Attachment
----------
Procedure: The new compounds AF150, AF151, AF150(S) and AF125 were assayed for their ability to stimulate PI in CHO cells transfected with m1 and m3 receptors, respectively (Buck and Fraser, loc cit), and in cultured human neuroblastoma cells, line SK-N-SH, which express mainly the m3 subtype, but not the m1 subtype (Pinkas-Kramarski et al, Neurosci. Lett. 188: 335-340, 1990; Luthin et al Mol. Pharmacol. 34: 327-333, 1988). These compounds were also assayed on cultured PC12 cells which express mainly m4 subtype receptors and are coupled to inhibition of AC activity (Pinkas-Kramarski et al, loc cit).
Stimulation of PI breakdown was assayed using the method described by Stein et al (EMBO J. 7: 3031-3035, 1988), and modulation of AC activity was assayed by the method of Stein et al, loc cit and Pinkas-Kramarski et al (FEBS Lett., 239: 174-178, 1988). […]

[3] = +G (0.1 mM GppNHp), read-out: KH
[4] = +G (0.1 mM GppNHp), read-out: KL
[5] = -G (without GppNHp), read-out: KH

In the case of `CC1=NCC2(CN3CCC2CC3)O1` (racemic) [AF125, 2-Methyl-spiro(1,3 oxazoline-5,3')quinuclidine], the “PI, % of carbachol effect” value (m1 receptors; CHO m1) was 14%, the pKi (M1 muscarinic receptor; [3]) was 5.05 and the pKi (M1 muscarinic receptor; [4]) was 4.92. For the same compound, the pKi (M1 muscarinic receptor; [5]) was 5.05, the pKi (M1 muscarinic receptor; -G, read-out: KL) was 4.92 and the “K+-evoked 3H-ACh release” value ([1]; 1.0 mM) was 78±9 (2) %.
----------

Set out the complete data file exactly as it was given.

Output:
Procedure: The new compounds AF150, AF151, AF150(S) and AF125 were assayed for their ability to stimulate PI in CHO cells transfected with m1 and m3 receptors, respectively (Buck and Fraser, loc cit), and in cultured human neuroblastoma cells, line SK-N-SH, which express mainly the m3 subtype, but not the m1 subtype (Pinkas-Kramarski et al, Neurosci. Lett. 188: 335-340, 1990; Luthin et al Mol. Pharmacol. 34: 327-333, 1988). These compounds were also assayed on cultured PC12 cells which express mainly m4 subtype receptors and are coupled to inhibition of AC activity (Pinkas-Kramarski et al, loc cit).
Stimulation of PI breakdown was assayed using the method described by Stein et al (EMBO J. 7: 3031-3035, 1988), and modulation of AC activity was assayed by the method of Stein et al, loc cit and Pinkas-Kramarski et al (FEBS Lett., 239: 174-178, 1988). […]

[3] = +G (0.1 mM GppNHp), read-out: KH
[4] = +G (0.1 mM GppNHp), read-out: KL
[5] = -G (without GppNHp), read-out: KH

In the case of `CC1=NCC2(CN3CCC2CC3)O1` (racemic) [AF125, 2-Methyl-spiro(1,3 oxazoline-5,3')quinuclidine], the “PI, % of carbachol effect” value (m1 receptors; CHO m1) was 14%, the pKi (M1 muscarinic receptor; [3]) was 5.05 and the pKi (M1 muscarinic receptor; [4]) was 4.92. For the same compound, the pKi (M1 muscarinic receptor; [5]) was 5.05, the pKi (M1 muscarinic receptor; -G, read-out: KL) was 4.92 and the “K+-evoked 3H-ACh release” value ([1]; 1.0 mM) was 78±9 (2) %.